This caused great distress to his mother, Monica, even though she had great impact on his younger life. She was a godly woman who did not want her son consumed by sin, but hoped for him to serve God. Monica, however, had seen a vision, which she told to her son. She saw that one day he would become a Christian in answer to her prayers. The great Augustine that we remember was in fact the son of his mother’s prayers.

Despite Monica’s vision and her attempts to teach her son godly living, young Augustine pursued those things that appealed to his human mind. He dabbled in theatre, philosophy, rhetoric and heresy. Like many people today, he expected to find the ultimate truth from his personal explorations.

Profligate Living

Because Augustine’s notion of life was that people must find their own truth he also felt free to find his own morality. He had multiple mistresses. In fact he was so given to immorality he was later in awe of simple Christians who could resist the temptations which dominated him.

Now consider a son in such a state. His philosophy of life, intellectual pursuits and immoral lifestyle made him seem unreachable. Onlookers could have considered him a lost cause and a hopeless case.

But his mother did not stop praying for him. She had the assurance that came through her earlier vision, and she had God’s Word to assure her.

Praying Women in the Bible

Jesus gave a parable about a widow woman who deserved justice. Because she was of no social consequence an unjust judge dismissed her case. She was undeterred, but came back repeatedly to cry out for justice. In the end the unjust judge gave in to her demands and gave her justice, only to stop her pestering him.

Jesus used that woman’s situation to show that persistent prayer will be heard by God, who is much more willing to help than that unjust judge was.

“And he spake a parable to them to show that men should always pray and not give up; Saying, There was in a city a judge, which feared not God, neither regarded man: And there was a widow in that city; and she came to him, saying, Avenge me of mine adversary. And he would not for a while: but afterward he said within himself, Though I fear not God, nor regard man; Yet because this widow troubles me, I will avenge her, lest by her continual coming she weary me. And the Lord said, Hear what the unjust judge said. And will not God avenge his own elect, which cry day and night to him, though he bear long with them?” Luke 18:1-7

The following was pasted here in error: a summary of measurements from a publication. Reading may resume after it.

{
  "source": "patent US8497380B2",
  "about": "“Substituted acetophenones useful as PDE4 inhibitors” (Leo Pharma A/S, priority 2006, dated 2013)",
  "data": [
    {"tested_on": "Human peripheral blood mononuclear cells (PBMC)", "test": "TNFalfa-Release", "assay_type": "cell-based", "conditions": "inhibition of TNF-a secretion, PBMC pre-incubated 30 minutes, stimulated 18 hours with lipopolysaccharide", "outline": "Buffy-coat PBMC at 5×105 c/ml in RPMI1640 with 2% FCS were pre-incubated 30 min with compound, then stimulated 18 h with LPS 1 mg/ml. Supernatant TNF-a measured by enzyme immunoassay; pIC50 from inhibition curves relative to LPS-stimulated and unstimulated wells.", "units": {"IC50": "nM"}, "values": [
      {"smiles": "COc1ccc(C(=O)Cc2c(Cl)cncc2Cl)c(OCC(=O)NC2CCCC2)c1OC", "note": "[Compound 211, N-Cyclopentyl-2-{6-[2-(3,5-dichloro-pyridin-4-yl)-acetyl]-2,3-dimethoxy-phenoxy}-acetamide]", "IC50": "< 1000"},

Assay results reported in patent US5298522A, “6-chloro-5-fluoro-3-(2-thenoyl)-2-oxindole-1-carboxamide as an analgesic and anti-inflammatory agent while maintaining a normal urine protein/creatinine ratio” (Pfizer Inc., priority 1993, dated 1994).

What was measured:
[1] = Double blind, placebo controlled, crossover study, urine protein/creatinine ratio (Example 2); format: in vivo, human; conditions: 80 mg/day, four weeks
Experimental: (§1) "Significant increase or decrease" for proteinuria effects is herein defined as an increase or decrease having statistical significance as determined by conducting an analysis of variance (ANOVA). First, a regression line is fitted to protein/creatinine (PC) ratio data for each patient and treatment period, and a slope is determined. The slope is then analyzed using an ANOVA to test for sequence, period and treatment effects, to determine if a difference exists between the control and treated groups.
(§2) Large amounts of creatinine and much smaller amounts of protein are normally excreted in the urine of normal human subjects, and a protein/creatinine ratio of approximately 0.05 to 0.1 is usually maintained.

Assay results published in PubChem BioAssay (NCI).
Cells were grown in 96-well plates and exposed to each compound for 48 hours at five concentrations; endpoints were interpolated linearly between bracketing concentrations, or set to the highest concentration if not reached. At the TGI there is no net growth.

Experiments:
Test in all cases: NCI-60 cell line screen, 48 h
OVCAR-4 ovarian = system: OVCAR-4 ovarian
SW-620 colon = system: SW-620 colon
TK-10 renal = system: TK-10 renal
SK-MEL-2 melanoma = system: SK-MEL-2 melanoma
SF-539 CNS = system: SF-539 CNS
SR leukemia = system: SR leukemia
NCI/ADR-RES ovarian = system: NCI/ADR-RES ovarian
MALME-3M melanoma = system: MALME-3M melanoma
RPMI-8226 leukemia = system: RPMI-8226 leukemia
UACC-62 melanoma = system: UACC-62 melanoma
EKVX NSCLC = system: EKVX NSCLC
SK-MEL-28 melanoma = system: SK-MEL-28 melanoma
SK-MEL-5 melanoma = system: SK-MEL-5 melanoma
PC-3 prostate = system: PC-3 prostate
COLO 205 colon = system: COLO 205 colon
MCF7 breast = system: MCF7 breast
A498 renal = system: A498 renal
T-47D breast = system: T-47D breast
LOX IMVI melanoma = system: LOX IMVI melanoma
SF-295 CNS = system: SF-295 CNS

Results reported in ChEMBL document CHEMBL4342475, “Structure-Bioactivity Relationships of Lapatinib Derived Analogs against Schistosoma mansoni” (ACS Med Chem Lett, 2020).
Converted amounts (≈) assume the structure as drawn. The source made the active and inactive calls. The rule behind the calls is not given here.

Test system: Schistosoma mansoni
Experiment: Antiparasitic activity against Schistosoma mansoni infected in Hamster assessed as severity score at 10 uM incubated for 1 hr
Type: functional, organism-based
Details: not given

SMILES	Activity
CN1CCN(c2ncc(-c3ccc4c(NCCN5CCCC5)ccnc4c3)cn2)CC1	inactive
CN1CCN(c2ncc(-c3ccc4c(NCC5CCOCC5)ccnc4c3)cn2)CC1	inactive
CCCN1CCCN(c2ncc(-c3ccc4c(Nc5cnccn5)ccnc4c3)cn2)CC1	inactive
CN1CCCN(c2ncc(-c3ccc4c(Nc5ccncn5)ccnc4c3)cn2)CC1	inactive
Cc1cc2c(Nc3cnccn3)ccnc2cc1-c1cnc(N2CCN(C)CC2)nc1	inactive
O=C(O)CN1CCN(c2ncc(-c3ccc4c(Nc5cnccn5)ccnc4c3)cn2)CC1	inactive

Powerful Powerless Prayers

Even though a woman may feel powerless and unable to demand obedience from her son or justice from her society, yet she can pray powerful prayers which God will answer. This makes the powerless woman into a powerful woman of God.

That’s what happened for Monica, as she prayed for Augustine. She not only prayed herself, but she enlisted the prayers of others, tearfully determined to see her son saved.

One person Monica asked to pray with her was a bishop who comforted her with confidence in her prayers. The bishop said to her: “Leave him there, and only pray to God for him; he will discover by reading what is his error, and how great his impiety. …. Go, live so; it cannot be that the son of those tears will perish.”

While Monica was praying for her son, Augustine came under the powerful preaching of godly Ambrose in Milan. After Augustine was converted he said of Ambrose, “I was led to him unknowingly by God, that I might knowingly be led to God by him”.

Jacob DeShazer’s Mum

Jacob DeShazer was an American airman in World War II who was shot down returning from a bombing raid over Japan. He had not come to faith in God, but his mother prayed for his soul.

On the very night that Jacob leaped from his plane to parachute into enemy territory his mother woke from her sleep with the sense of falling. She did not realise that her experience had a connection with her son, but she prayed. And she continued praying for her boy, as she had done before.